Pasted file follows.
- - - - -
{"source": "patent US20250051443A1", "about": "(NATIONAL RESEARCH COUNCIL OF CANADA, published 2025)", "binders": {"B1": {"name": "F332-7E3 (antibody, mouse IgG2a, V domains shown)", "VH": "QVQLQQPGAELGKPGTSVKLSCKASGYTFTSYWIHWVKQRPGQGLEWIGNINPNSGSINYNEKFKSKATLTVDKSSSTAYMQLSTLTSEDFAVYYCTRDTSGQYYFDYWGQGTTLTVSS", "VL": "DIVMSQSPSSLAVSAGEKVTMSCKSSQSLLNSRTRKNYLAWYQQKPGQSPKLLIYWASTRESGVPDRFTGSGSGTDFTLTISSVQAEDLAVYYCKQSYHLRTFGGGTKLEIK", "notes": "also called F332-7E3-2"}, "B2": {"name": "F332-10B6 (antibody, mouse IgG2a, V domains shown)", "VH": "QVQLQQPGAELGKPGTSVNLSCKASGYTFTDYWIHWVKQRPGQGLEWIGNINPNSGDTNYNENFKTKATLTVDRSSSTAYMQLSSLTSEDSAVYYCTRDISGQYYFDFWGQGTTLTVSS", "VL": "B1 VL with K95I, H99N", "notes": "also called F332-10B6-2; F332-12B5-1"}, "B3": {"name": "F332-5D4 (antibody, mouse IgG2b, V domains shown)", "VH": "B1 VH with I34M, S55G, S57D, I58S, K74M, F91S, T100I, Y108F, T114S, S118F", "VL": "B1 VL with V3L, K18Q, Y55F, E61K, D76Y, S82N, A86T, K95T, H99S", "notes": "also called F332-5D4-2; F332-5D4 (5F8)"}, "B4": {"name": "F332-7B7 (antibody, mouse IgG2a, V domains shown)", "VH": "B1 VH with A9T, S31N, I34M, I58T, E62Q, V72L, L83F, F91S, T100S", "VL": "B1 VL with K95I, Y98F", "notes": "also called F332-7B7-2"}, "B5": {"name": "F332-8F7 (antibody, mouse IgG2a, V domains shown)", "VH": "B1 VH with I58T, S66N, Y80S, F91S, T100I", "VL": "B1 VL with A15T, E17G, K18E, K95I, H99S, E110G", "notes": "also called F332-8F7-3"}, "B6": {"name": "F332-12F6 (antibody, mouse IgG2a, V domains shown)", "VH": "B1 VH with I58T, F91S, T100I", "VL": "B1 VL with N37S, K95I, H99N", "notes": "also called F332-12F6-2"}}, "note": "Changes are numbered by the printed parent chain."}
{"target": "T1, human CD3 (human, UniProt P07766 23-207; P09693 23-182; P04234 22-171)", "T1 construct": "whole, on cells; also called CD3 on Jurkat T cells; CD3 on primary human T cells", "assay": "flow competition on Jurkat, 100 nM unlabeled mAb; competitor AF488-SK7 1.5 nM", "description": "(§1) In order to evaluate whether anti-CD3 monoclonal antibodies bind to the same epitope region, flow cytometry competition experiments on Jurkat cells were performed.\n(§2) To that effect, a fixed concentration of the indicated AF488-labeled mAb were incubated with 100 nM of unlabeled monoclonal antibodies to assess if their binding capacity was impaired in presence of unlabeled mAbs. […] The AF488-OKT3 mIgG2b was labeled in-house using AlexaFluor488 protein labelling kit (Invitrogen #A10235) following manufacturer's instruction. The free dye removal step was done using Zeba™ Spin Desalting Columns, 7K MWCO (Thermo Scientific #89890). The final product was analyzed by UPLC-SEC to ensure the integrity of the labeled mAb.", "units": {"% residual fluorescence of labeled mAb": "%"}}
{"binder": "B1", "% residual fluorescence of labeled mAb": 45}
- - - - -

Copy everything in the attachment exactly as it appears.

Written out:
{"source": "patent US20250051443A1", "about": "(NATIONAL RESEARCH COUNCIL OF CANADA, published 2025)", "binders": {"B1": {"name": "F332-7E3 (antibody, mouse IgG2a, V domains shown)", "VH": "QVQLQQPGAELGKPGTSVKLSCKASGYTFTSYWIHWVKQRPGQGLEWIGNINPNSGSINYNEKFKSKATLTVDKSSSTAYMQLSTLTSEDFAVYYCTRDTSGQYYFDYWGQGTTLTVSS", "VL": "DIVMSQSPSSLAVSAGEKVTMSCKSSQSLLNSRTRKNYLAWYQQKPGQSPKLLIYWASTRESGVPDRFTGSGSGTDFTLTISSVQAEDLAVYYCKQSYHLRTFGGGTKLEIK", "notes": "also called F332-7E3-2"}, "B2": {"name": "F332-10B6 (antibody, mouse IgG2a, V domains shown)", "VH": "QVQLQQPGAELGKPGTSVNLSCKASGYTFTDYWIHWVKQRPGQGLEWIGNINPNSGDTNYNENFKTKATLTVDRSSSTAYMQLSSLTSEDSAVYYCTRDISGQYYFDFWGQGTTLTVSS", "VL": "B1 VL with K95I, H99N", "notes": "also called F332-10B6-2; F332-12B5-1"}, "B3": {"name": "F332-5D4 (antibody, mouse IgG2b, V domains shown)", "VH": "B1 VH with I34M, S55G, S57D, I58S, K74M, F91S, T100I, Y108F, T114S, S118F", "VL": "B1 VL with V3L, K18Q, Y55F, E61K, D76Y, S82N, A86T, K95T, H99S", "notes": "also called F332-5D4-2; F332-5D4 (5F8)"}, "B4": {"name": "F332-7B7 (antibody, mouse IgG2a, V domains shown)", "VH": "B1 VH with A9T, S31N, I34M, I58T, E62Q, V72L, L83F, F91S, T100S", "VL": "B1 VL with K95I, Y98F", "notes": "also called F332-7B7-2"}, "B5": {"name": "F332-8F7 (antibody, mouse IgG2a, V domains shown)", "VH": "B1 VH with I58T, S66N, Y80S, F91S, T100I", "VL": "B1 VL with A15T, E17G, K18E, K95I, H99S, E110G", "notes": "also called F332-8F7-3"}, "B6": {"name": "F332-12F6 (antibody, mouse IgG2a, V domains shown)", "VH": "B1 VH with I58T, F91S, T100I", "VL": "B1 VL with N37S, K95I, H99N", "notes": "also called F332-12F6-2"}}, "note": "Changes are numbered by the printed parent chain."}
{"target": "T1, human CD3 (human, UniProt P07766 23-207; P09693 23-182; P04234 22-171)", "T1 construct": "whole, on cells; also called CD3 on Jurkat T cells; CD3 on primary human T cells", "assay": "flow competition on Jurkat, 100 nM unlabeled mAb; competitor AF488-SK7 1.5 nM", "description": "(§1) In order to evaluate whether anti-CD3 monoclonal antibodies bind to the same epitope region, flow cytometry competition experiments on Jurkat cells were performed.\n(§2) To that effect, a fixed concentration of the indicated AF488-labeled mAb were incubated with 100 nM of unlabeled monoclonal antibodies to assess if their binding capacity was impaired in presence of unlabeled mAbs. […] The AF488-OKT3 mIgG2b was labeled in-house using AlexaFluor488 protein labelling kit (Invitrogen #A10235) following manufacturer's instruction. The free dye removal step was done using Zeba™ Spin Desalting Columns, 7K MWCO (Thermo Scientific #89890). The final product was analyzed by UPLC-SEC to ensure the integrity of the labeled mAb.", "units": {"% residual fluorescence of labeled mAb": "%"}}
{"binder": "B1", "% residual fluorescence of labeled mAb": 45}